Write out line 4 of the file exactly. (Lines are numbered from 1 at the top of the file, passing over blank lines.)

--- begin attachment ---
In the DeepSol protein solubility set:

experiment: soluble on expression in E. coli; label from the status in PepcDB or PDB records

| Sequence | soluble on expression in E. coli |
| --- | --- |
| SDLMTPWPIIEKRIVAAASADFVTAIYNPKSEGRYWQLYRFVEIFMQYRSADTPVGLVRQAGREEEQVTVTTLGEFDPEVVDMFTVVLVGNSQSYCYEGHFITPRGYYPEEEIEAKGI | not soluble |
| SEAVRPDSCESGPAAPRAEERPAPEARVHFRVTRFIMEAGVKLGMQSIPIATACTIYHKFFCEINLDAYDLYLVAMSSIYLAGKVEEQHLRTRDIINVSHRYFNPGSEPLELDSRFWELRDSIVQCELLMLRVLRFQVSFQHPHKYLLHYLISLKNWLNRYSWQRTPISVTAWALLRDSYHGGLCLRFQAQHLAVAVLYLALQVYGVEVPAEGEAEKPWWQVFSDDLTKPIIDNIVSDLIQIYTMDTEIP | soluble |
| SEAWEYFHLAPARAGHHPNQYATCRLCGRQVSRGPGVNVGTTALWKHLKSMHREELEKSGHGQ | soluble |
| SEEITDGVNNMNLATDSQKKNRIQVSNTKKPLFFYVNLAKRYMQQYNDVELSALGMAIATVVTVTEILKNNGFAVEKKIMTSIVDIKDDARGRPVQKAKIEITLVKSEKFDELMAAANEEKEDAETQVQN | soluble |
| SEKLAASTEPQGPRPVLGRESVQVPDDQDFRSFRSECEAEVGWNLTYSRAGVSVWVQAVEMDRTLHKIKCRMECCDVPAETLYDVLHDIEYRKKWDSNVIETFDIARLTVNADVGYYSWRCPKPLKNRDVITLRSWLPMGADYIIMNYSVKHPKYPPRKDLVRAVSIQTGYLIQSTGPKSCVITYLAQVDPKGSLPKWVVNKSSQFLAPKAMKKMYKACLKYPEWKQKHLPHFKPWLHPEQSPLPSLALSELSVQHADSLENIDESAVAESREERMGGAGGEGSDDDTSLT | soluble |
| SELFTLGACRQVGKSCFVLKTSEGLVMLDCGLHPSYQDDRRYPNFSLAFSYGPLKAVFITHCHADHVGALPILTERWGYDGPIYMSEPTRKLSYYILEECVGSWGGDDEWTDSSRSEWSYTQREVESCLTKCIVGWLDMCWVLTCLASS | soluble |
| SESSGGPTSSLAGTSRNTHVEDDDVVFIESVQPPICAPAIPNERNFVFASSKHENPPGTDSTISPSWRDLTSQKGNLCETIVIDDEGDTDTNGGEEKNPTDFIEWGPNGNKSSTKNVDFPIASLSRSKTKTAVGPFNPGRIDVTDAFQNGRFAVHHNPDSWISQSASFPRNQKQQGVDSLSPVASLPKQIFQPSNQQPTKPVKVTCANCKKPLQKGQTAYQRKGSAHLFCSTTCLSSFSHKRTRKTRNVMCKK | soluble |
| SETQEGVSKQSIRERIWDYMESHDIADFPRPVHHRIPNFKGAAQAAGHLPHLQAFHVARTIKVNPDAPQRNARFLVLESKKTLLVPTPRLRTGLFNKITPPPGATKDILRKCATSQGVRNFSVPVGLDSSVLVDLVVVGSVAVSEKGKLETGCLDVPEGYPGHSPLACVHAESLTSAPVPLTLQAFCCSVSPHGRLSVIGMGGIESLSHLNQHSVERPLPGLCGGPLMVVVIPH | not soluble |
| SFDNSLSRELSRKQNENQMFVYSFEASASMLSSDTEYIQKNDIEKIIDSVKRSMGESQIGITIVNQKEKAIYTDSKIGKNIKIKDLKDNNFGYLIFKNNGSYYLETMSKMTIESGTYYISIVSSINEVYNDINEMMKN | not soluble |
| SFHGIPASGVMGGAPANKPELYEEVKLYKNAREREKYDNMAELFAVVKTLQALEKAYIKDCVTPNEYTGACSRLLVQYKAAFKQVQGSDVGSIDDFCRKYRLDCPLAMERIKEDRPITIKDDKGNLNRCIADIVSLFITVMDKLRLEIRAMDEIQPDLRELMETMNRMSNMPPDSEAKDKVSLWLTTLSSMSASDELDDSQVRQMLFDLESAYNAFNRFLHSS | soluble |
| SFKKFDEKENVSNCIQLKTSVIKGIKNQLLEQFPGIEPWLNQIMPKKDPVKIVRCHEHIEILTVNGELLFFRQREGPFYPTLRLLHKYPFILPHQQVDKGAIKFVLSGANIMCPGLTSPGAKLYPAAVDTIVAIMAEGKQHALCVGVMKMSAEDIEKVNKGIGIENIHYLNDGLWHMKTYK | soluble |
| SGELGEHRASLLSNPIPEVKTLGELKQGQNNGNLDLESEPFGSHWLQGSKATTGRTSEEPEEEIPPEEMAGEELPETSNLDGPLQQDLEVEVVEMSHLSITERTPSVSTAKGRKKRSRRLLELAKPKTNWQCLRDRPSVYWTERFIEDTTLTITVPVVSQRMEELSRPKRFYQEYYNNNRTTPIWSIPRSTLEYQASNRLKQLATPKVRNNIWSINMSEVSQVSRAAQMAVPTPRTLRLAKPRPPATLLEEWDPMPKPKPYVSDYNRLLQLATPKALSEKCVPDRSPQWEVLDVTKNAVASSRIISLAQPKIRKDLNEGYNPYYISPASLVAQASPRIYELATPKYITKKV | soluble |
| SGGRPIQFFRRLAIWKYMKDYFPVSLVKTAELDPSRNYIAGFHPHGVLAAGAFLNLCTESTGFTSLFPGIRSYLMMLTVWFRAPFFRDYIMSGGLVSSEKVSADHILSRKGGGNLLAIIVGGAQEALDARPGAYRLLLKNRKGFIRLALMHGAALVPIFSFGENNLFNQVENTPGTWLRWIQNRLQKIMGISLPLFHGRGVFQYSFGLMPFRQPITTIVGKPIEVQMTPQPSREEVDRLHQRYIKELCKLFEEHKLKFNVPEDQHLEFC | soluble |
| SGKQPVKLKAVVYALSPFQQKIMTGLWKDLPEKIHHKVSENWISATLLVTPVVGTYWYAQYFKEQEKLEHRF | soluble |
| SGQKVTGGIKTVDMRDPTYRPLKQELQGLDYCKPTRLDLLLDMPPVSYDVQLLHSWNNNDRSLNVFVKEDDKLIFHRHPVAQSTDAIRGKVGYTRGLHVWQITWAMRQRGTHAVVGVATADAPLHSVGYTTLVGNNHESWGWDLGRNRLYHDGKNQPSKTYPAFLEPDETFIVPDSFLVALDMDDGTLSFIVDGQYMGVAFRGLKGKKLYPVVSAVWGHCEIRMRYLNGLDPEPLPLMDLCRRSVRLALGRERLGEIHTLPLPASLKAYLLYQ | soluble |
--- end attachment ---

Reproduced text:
| --- | --- |